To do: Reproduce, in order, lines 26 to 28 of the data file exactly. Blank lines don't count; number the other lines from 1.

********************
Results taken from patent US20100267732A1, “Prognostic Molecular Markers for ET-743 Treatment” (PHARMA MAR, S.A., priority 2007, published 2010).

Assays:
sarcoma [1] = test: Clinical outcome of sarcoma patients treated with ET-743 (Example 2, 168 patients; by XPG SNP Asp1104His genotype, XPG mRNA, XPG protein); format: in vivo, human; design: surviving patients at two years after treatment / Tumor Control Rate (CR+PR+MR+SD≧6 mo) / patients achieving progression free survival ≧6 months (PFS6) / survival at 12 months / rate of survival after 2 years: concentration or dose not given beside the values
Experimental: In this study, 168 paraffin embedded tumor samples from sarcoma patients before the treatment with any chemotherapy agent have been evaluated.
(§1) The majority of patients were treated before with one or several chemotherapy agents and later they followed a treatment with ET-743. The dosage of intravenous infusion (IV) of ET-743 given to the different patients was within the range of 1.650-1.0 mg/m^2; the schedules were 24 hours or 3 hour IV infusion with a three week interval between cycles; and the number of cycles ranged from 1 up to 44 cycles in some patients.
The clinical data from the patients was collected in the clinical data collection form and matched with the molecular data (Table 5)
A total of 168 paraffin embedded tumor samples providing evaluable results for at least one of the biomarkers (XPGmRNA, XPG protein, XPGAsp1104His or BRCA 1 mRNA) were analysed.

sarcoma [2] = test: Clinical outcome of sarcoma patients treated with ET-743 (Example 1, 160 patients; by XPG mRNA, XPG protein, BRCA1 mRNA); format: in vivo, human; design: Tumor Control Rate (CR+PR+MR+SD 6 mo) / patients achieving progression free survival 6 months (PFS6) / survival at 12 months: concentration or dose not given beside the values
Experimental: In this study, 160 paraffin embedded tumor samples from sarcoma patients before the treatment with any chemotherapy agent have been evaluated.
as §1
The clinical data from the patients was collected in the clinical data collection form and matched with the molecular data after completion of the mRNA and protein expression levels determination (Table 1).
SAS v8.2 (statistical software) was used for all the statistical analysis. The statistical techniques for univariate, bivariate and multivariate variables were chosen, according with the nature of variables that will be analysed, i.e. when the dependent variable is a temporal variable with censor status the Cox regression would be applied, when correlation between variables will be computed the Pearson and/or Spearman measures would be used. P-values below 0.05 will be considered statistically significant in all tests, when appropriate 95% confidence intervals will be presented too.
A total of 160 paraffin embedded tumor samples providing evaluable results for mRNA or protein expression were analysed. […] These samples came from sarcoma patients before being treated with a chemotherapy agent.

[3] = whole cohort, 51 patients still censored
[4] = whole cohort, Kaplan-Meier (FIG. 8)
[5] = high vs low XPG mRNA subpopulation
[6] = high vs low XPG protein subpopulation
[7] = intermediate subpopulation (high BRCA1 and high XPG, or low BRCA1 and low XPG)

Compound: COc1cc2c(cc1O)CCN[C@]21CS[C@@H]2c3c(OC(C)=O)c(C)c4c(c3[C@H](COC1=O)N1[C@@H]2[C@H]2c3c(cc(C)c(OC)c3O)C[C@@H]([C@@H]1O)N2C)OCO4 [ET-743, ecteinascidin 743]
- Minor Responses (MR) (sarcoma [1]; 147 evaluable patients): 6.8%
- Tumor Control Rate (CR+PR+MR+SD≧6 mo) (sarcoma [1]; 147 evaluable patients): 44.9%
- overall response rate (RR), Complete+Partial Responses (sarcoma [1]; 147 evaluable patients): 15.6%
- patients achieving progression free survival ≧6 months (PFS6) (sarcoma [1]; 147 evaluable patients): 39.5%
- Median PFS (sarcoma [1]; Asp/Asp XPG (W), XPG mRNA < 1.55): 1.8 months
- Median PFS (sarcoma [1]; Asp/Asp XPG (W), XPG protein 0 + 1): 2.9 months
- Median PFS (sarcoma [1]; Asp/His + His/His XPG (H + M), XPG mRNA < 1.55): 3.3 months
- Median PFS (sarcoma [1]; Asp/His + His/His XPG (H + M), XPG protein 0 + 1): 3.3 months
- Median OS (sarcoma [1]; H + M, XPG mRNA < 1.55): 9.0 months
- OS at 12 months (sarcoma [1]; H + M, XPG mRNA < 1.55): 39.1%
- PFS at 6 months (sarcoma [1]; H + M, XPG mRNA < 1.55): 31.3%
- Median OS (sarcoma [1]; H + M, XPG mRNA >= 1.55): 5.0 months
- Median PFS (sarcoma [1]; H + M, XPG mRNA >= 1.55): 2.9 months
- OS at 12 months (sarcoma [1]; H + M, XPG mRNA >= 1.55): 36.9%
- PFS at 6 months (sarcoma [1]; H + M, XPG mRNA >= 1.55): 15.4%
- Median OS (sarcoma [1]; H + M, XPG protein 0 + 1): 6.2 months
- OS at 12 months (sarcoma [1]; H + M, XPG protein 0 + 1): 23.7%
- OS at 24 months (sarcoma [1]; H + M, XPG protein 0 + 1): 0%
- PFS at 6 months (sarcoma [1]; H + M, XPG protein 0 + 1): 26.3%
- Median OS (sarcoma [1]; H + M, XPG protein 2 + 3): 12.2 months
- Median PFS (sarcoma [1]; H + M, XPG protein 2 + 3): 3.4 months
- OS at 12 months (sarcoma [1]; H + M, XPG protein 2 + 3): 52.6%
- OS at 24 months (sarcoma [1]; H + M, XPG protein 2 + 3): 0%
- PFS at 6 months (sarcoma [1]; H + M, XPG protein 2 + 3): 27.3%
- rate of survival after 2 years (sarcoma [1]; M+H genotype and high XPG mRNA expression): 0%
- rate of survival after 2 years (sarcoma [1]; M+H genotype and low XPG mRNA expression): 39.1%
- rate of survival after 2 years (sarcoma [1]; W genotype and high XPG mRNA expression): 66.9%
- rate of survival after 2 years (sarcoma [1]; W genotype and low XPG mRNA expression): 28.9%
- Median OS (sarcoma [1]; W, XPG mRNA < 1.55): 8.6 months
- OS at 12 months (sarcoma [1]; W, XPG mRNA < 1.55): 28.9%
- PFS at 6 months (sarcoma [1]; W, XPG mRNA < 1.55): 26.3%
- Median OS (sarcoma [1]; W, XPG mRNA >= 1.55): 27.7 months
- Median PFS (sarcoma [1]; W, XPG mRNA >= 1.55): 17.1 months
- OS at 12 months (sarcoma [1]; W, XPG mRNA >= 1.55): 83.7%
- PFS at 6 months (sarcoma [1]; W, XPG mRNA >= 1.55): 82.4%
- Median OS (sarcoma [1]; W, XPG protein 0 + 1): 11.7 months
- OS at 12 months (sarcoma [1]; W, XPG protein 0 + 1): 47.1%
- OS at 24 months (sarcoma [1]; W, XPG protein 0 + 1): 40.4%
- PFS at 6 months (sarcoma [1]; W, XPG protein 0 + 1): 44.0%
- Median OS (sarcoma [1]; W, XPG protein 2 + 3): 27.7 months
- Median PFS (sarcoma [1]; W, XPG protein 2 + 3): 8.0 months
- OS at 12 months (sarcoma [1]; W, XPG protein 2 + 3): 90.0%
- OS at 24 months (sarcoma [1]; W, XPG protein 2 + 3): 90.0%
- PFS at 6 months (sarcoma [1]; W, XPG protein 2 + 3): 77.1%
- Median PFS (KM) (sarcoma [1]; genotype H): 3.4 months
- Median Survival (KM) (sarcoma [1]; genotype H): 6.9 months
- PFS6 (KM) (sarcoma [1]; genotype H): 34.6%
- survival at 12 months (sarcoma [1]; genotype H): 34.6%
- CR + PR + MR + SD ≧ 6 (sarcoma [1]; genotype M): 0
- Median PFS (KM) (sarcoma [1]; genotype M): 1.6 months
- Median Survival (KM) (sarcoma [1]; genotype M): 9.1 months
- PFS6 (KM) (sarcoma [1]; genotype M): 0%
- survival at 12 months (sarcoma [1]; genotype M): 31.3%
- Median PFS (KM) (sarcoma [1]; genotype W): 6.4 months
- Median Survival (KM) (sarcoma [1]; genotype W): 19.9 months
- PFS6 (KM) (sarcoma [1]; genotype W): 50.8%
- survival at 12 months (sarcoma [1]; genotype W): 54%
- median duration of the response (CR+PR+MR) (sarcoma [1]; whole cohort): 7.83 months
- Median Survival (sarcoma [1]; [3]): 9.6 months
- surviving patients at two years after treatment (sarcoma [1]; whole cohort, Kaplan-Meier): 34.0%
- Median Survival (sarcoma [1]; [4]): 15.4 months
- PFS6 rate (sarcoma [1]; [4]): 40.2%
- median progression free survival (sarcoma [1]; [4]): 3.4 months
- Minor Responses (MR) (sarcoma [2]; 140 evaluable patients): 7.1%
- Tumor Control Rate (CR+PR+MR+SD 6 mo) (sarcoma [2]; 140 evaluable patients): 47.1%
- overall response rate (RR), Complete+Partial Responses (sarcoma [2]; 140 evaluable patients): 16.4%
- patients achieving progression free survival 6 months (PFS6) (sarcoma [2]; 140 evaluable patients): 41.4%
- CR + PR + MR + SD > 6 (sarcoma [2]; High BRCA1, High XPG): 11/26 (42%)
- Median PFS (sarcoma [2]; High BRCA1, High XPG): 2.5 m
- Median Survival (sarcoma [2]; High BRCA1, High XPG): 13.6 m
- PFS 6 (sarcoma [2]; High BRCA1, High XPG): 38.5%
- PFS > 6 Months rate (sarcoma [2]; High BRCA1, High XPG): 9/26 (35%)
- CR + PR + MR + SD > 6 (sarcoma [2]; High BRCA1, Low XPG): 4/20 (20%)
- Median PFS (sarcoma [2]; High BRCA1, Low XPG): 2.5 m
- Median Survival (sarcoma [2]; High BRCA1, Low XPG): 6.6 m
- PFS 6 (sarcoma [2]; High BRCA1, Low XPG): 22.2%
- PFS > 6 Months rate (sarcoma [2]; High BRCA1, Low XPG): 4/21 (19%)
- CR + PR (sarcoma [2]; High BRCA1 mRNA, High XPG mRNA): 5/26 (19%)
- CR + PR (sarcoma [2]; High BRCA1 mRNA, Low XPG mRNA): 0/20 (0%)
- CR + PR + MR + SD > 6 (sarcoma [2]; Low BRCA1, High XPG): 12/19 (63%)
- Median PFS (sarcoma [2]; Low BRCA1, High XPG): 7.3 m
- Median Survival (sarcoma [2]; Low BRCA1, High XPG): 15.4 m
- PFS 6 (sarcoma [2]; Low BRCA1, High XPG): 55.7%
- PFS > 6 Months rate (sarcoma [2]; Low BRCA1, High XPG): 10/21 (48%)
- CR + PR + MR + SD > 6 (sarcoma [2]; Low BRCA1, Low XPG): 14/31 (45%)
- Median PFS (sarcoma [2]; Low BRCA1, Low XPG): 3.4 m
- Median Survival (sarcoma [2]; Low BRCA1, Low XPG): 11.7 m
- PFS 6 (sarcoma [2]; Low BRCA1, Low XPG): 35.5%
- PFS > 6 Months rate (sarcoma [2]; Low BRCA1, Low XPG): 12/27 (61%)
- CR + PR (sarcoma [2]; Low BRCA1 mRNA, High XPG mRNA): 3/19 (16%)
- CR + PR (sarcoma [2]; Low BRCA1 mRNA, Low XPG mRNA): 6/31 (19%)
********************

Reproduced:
- Median PFS (sarcoma [1]; Asp/His + His/His XPG (H + M), XPG mRNA < 1.55): 3.3 months
- Median PFS (sarcoma [1]; Asp/His + His/His XPG (H + M), XPG protein 0 + 1): 3.3 months
- Median OS (sarcoma [1]; H + M, XPG mRNA < 1.55): 9.0 months